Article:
So it may not be at all surprising, but still comes as rather repulsive, that the chief of the Calgary police and ranking members of the Calgary Police Association are openly condemning, even threatening, officers who speak with reporters without authorization of their bosses. Calgary police Chief Roger Chaffin goes so far as to suggest that he is working to “root out” officers who provide information to media confidentially. In his words: “That’s part of my quest. I want to find out who” (quoted in Fletcher 2016).

This active concern with rooting out truth tellers within the force comes as someone revealed confidentially to CBC News that the officer involved in the fatal shooting of David McQueen in January 2016 was, at the time he killed McQueen, already under an open investigation for killing another man, Anthony Heffernan, less than a year before. Rather than expressing concern over this grim fact and seeking to do something about it, the chief has made it his mission to go after, not the killer cop, but whoever made it known that he was a multiple killer.


Love it or Leave It: Police Associations against Whistleblowers

If police chiefs are aggressive in their desire to root out whistleblowers, police associations are downright extremist. This is the case with the force in Calgary. Paul Wozney, a director with the police association and the editor of the association magazine published a vitriolic defense of the chief’s pursuit of whistleblowers. His editorial supports Chief Chaffin’s decision to send a “strongly worded” memo warning officers that they face stiff consequences for leaking information to the media (Fletcher 2016).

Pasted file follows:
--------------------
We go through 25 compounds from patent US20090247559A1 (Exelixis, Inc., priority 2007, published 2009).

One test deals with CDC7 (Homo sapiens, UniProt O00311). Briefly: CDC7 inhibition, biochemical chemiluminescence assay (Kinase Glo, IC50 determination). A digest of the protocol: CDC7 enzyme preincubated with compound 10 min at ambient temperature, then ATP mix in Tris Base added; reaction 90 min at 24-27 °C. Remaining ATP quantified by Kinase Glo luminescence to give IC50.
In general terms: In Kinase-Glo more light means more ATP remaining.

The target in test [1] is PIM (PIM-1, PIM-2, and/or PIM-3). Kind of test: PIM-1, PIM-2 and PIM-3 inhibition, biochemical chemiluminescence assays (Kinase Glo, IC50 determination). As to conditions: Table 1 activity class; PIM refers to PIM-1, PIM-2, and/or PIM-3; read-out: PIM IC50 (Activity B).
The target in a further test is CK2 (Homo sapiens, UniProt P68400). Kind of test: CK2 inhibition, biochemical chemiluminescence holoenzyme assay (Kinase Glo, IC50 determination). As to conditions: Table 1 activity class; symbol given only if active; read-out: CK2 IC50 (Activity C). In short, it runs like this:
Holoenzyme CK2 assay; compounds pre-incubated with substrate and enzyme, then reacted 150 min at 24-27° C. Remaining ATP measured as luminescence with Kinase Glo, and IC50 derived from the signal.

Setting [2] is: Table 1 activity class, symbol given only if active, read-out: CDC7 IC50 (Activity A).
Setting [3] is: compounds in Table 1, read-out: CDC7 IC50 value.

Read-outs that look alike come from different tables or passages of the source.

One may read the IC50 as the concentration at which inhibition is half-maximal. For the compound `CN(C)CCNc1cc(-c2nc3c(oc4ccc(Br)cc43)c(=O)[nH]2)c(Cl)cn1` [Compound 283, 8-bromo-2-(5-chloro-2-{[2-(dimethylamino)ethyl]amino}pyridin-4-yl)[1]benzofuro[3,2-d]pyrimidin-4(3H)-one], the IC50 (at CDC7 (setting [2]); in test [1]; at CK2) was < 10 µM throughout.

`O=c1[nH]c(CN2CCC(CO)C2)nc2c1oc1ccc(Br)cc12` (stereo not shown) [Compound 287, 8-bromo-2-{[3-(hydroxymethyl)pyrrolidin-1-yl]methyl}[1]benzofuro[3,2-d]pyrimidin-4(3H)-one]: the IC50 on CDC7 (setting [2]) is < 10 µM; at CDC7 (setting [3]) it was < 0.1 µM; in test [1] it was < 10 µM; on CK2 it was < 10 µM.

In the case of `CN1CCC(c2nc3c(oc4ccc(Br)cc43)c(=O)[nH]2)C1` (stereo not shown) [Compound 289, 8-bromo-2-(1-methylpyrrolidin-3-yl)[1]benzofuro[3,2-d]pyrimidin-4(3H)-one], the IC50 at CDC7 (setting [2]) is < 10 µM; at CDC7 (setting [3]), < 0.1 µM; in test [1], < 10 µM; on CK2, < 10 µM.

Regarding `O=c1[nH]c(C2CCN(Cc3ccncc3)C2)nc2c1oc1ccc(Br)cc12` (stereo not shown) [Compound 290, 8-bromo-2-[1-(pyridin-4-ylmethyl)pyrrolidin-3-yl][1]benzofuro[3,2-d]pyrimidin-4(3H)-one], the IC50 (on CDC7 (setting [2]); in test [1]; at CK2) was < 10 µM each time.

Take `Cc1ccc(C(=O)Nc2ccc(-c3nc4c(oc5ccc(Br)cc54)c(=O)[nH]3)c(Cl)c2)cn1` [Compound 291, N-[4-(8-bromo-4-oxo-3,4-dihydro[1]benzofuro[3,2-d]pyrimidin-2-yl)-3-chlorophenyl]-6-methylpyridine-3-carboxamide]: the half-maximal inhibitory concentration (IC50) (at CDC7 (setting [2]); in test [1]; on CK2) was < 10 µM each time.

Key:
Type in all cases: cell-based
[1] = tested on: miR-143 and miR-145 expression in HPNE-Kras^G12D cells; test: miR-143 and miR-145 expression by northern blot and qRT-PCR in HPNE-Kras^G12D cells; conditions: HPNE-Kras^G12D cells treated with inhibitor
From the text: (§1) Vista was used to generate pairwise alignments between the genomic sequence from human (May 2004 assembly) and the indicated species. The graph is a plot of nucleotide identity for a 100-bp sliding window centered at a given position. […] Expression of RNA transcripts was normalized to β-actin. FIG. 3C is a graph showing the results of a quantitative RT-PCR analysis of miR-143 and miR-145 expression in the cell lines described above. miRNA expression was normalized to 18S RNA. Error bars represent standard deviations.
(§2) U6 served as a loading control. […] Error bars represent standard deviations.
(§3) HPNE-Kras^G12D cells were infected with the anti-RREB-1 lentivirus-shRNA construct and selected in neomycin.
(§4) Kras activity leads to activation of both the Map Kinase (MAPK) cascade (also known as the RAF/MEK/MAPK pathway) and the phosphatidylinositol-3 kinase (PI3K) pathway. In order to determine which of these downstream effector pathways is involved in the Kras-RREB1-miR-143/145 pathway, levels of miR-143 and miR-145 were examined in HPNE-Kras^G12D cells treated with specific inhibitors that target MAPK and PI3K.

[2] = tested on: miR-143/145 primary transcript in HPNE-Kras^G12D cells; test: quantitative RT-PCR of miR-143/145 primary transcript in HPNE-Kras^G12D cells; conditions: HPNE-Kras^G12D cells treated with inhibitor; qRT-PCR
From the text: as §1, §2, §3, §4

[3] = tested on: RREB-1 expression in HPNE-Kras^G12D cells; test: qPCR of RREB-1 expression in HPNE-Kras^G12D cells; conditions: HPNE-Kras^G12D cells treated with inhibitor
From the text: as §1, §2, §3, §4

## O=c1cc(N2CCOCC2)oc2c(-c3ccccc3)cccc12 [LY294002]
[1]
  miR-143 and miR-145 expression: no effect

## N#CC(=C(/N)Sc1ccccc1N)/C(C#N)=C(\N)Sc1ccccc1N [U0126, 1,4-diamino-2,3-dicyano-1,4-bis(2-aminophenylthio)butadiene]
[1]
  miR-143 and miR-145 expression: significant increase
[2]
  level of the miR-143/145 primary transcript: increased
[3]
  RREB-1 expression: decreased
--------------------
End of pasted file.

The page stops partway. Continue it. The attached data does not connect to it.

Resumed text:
Wozney is fairly spitting blood when he rages in his article: “Don’t you think that the member you blabbed about, who responded to two extremely high risk calls and had to make split second decisions in the interests of their own personal safety and the safety of the community, has a right to feel safe with their own organization?” (quoted in Fletcher 2016).

He continues more forcefully: “It disgusts me that one of our own members (sworn or civilian) would choose to make such a selfish decision” (quoted in Fletcher 2016).

The us-versus-them mentality that is a staple of policing, and contributes to police violence against civilians is on full, brutal display in Wozney’s self-righteous rant: “To be blunt, we have enough butt-holes in the media, the community, and on the defense-side of the bar taking shots at us. We don’t need our own members taking shots at each other in our own magazine” (quoted in Fletcher 2016).

Wozney further makes clear that only compliant “yes sir” voices will be allowed in the association’s magazine. No room for conscientious objectors, dissenters, or simple truth seekers.

He takes the authoritarian approach that no criticism can be offered and only acceptance of the status quo is permitted. This is the “my way or the highway,” “love it or leave it,” “my country right or wrong” psychology that underlies, and reinforces, authoritarian institutions like the police. In his words: “If you are some sort of unhappy employee, then I suggest you leave the organization or join the fire department” (quoted in Fletcher 2016).

Stunningly, officer Wozney cannot imagine any reason why an officer would want to provide information about police wrongdoing to the media. Especially since “the media sure doesn’t pay for this information” (quoted in Fletcher 2016). Why else would a cop do the right thing except for pay?